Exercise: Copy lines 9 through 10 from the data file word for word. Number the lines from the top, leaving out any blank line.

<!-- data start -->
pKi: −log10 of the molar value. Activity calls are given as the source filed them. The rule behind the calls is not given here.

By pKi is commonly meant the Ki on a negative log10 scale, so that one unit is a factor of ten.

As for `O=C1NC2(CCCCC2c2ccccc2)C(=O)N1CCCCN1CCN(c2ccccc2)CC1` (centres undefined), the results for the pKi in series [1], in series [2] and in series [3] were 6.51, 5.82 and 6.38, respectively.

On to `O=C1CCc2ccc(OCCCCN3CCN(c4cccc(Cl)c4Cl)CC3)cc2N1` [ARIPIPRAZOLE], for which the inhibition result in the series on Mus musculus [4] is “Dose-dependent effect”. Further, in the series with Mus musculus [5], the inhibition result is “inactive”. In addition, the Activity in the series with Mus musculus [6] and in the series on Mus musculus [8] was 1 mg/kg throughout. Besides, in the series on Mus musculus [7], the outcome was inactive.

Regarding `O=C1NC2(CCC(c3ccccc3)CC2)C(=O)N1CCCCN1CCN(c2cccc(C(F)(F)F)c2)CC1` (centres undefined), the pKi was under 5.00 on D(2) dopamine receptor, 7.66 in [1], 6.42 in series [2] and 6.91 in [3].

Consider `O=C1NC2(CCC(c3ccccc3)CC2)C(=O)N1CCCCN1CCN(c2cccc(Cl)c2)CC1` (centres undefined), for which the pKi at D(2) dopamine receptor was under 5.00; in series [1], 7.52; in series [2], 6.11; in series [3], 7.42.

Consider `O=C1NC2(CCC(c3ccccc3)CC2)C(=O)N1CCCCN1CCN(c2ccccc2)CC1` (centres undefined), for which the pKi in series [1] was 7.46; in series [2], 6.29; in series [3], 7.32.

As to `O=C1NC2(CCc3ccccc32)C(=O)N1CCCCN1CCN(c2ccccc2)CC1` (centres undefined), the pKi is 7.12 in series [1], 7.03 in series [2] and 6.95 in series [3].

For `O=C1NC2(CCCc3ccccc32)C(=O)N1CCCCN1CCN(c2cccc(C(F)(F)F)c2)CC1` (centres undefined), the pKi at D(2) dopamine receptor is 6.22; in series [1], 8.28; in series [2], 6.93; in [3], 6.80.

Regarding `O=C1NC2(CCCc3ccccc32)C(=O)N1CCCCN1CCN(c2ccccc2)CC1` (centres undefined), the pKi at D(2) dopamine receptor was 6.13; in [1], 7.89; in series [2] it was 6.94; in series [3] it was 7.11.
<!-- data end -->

For `O=C1NC2(CCCc3ccccc32)C(=O)N1CCCCN1CCN(c2cccc(C(F)(F)F)c2)CC1` (centres undefined), the pKi at D(2) dopamine receptor is 6.22; in series [1], 8.28; in series [2], 6.93; in [3], 6.80.

Regarding `O=C1NC2(CCCc3ccccc32)C(=O)N1CCCCN1CCN(c2ccccc2)CC1` (centres undefined), the pKi at D(2) dopamine receptor was 6.13; in [1], 7.89; in series [2] it was 6.94; in series [3] it was 7.11.